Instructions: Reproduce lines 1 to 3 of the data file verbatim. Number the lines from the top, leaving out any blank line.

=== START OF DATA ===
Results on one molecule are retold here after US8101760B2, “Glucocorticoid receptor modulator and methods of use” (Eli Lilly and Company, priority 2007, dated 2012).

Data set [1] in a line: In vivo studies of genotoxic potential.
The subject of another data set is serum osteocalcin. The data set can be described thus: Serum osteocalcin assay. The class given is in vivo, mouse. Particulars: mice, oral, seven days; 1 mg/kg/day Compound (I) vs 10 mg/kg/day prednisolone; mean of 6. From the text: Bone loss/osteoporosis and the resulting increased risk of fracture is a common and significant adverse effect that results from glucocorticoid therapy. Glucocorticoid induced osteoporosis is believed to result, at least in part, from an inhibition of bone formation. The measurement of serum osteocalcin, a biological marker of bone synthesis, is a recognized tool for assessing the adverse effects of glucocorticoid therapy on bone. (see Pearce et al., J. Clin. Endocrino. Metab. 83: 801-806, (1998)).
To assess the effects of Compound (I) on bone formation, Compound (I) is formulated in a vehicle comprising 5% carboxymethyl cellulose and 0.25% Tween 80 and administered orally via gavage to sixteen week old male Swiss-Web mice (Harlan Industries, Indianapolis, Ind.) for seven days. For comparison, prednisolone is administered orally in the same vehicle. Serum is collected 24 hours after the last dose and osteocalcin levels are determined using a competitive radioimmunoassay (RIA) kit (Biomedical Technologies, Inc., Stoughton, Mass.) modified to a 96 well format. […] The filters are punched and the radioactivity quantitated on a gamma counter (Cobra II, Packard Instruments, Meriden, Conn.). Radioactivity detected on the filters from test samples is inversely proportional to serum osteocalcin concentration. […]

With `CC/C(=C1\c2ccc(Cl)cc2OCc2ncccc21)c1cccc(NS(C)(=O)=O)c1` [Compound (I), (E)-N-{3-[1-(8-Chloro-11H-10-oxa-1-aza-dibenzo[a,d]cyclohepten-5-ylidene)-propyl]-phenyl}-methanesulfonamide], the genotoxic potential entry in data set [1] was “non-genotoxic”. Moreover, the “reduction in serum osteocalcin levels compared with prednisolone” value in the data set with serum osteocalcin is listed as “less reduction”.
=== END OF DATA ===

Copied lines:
Results on one molecule are retold here after US8101760B2, “Glucocorticoid receptor modulator and methods of use” (Eli Lilly and Company, priority 2007, dated 2012).

Data set [1] in a line: In vivo studies of genotoxic potential.
The subject of another data set is serum osteocalcin. The data set can be described thus: Serum osteocalcin assay. The class given is in vivo, mouse. Particulars: mice, oral, seven days; 1 mg/kg/day Compound (I) vs 10 mg/kg/day prednisolone; mean of 6. From the text: Bone loss/osteoporosis and the resulting increased risk of fracture is a common and significant adverse effect that results from glucocorticoid therapy. Glucocorticoid induced osteoporosis is believed to result, at least in part, from an inhibition of bone formation. The measurement of serum osteocalcin, a biological marker of bone synthesis, is a recognized tool for assessing the adverse effects of glucocorticoid therapy on bone. (see Pearce et al., J. Clin. Endocrino. Metab. 83: 801-806, (1998)).